תמונות בעמוד


Why should theft by force from a woman cease to be a crime because it is committed by the very person in all the world who has pledged himself to "love her, comfort her, honour and keep her in sickness and in health”? Oh, is it not a mockery of justice and humanity to give a husband immunity who robs his wife of her earnings, and thus give a licence to pillage ?

It cannot but be the right of every human being whom God has made responsible to Himself, as the Great Sovereign, to make the most of, and do to the best with, that nature within the measure of its capabilities, and considering the circumstances in which it is placed in so far as these circumstances are inevitable.

It is a woman's right to be a woman, but that certainly does not imply that she should be denuded of her rights as a human creature, which she essentially is, and only by an inseparable accident a

Has she not a right to a share of all human rights, as well as a right to all the consideration arising from her accidental disparity? Why should she be condemned to impersonality and impecuniosity because she is a woman? Has she not her nature to develop, her ability to put to usury, her own way to make towards whatsoever of perfectibility lies in her; and has she not a right to protection against the false and forced dependence, to which, by man-made law, she is subdued ! On what principle can it be that men claim the inheritance of the whole earth as theirs by entails and Salic laws, keep the entire means of gaining a livelihood as a fund divisible among themselves, to which one half of the human race—and that one not less needful of food, raiment, and homeshall have no access or claim except as paupers, that is, dependentsfor those who perforce must accept of the benevolence of others, in whatever capacity it may be received, are in reality nothing else than paupers—or pets, both terms and things equally hateful to a free mind and an independent nature.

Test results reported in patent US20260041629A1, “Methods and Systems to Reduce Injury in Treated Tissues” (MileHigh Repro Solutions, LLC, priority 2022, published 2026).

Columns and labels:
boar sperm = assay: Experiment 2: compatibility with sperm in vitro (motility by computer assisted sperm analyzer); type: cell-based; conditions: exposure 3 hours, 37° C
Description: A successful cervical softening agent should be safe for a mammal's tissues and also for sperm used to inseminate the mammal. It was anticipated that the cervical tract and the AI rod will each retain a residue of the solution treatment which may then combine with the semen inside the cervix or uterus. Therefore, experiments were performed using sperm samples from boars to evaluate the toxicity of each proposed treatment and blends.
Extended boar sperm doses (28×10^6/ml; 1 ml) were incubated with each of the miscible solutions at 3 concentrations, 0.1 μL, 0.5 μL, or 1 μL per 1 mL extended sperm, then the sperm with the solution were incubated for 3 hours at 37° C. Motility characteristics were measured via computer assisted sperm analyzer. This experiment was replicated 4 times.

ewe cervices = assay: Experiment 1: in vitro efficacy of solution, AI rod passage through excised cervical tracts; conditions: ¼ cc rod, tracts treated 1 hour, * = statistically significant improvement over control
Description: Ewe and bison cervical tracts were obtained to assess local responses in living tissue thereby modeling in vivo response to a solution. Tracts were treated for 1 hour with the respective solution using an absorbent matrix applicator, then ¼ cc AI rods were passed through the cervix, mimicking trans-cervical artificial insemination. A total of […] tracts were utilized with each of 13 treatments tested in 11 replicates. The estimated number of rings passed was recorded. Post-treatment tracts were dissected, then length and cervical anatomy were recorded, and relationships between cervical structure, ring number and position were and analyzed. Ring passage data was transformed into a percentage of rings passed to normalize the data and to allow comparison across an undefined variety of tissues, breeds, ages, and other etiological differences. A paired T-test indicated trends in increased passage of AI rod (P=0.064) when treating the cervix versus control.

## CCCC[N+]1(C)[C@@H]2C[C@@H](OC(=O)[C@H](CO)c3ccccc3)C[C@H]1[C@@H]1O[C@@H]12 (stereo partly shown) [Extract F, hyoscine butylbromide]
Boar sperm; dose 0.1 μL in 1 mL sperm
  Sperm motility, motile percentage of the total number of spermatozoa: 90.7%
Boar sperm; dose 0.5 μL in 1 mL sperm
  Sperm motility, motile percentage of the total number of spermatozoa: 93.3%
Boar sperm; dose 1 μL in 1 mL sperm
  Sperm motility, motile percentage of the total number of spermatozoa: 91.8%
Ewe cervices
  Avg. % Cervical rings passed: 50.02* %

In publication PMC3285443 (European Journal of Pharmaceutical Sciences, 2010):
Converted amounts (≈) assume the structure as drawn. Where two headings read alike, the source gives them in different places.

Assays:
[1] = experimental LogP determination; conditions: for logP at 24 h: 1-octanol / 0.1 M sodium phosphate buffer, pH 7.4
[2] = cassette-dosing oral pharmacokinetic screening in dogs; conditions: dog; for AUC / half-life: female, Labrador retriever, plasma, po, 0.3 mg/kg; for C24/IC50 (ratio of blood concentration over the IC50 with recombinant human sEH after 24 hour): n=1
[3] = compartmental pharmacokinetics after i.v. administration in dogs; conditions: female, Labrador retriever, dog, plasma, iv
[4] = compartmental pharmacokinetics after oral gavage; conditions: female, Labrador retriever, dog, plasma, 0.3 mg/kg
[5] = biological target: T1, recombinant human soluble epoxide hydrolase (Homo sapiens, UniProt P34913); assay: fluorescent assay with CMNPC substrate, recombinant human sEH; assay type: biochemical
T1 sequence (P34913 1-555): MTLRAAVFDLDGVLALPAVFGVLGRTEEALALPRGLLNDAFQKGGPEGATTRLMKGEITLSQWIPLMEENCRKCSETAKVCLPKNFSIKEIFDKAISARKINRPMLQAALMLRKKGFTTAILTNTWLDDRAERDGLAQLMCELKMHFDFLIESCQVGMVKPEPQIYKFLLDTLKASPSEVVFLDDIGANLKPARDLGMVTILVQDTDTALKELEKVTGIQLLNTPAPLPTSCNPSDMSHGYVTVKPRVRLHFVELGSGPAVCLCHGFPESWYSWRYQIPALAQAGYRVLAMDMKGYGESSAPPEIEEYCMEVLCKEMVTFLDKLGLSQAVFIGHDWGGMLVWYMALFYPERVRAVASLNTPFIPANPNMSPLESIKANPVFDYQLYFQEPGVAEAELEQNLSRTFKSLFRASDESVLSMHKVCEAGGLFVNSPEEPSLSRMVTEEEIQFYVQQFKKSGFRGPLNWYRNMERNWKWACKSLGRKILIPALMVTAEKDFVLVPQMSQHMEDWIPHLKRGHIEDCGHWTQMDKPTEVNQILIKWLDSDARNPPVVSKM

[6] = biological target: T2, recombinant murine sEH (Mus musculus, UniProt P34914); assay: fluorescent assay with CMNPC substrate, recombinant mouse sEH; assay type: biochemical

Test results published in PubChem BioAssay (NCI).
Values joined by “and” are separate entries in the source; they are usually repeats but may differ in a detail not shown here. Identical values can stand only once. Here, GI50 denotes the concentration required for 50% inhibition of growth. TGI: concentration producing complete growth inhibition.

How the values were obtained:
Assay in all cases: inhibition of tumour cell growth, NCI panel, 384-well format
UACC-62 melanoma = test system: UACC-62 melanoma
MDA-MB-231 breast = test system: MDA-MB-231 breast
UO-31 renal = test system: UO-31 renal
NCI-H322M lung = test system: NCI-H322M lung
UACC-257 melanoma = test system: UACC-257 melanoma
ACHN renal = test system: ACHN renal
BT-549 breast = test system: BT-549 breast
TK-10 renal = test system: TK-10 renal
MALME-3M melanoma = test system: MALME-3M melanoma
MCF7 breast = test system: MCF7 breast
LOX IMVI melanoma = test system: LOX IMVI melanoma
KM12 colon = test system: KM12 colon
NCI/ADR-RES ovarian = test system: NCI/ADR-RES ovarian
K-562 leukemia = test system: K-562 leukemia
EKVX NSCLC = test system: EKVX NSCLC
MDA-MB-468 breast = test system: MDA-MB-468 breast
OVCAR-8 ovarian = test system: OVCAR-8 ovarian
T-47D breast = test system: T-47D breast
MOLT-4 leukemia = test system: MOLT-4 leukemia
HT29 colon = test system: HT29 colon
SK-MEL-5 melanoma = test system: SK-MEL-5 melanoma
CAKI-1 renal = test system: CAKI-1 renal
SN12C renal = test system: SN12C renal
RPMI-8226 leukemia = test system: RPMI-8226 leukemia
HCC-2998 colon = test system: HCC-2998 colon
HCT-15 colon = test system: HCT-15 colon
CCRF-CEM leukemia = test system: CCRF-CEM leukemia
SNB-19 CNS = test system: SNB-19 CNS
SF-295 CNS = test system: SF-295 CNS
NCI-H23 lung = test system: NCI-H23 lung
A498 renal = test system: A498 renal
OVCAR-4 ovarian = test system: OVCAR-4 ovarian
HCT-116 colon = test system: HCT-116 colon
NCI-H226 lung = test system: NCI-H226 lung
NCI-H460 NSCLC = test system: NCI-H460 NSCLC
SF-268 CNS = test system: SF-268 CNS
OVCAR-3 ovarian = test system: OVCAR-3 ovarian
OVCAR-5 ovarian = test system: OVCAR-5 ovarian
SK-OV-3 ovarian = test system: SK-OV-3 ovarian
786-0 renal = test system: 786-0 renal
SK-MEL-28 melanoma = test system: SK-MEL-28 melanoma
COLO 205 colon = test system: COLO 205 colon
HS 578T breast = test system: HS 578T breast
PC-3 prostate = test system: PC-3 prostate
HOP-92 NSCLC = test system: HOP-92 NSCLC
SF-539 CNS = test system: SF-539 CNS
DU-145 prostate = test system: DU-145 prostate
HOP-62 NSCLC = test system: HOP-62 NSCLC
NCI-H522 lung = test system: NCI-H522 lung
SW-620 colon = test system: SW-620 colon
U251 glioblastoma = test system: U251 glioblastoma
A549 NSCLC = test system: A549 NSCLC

And is not everything done by man against woman in the most tyrannous manner A mother is not allowed the guardianship of her own child-unless it is inconvenient for the father to support it, and then it is thrown as a burden upon her; or unless it will gratify his evil nature to force her to maintain it, and then he will pay, if compelled by law, the smallest amount of money on wbich the life of the child can be supported for its keep-the mother being compelled to act as nurse and guardian without fee or reward. A wife is not mistress either of her own person, property, or prospects ,-unless the law has been previously invoked to tie up the hands of her husband. Her daily life must be bounded and regulated by his desires, her nature must be narrowed down to his, her prospects must have no prevision: for all that she may hope, wish, or desire, may be perilled by her husband's cruelty, desertion, criminality, folly, thoughtlessness—of all the consequences of which she must have her full share, and bear it without grumble or complaint.



In all stages of civilization there has been a control exercised by men over women which is tyrannous, unjust, and unseriptural. Yet there is a subjection of women which is scriptural, natural, and reasonable. The affirmative article by L. A. J. is headed by an extract from J. S. Mill, in which that writer asserts that the legal subordination of one sex to the other is wrong in itself, and that it ought to be replaced by a principle of perfect equality, ad. mitting no power or privilege on one side nor disability on the other. If this extract be compared with the scriptures which we shall presently adduce, it will be seen at a glance that the teachings of J. S. Mill and those of the Bible on the subjection of women are perfectly opposite to each other. By all, therefore, who admit that the Scriptures are a rule of faith and practice, the dictum of J. S. Mill must be acknowledged to be heterodox.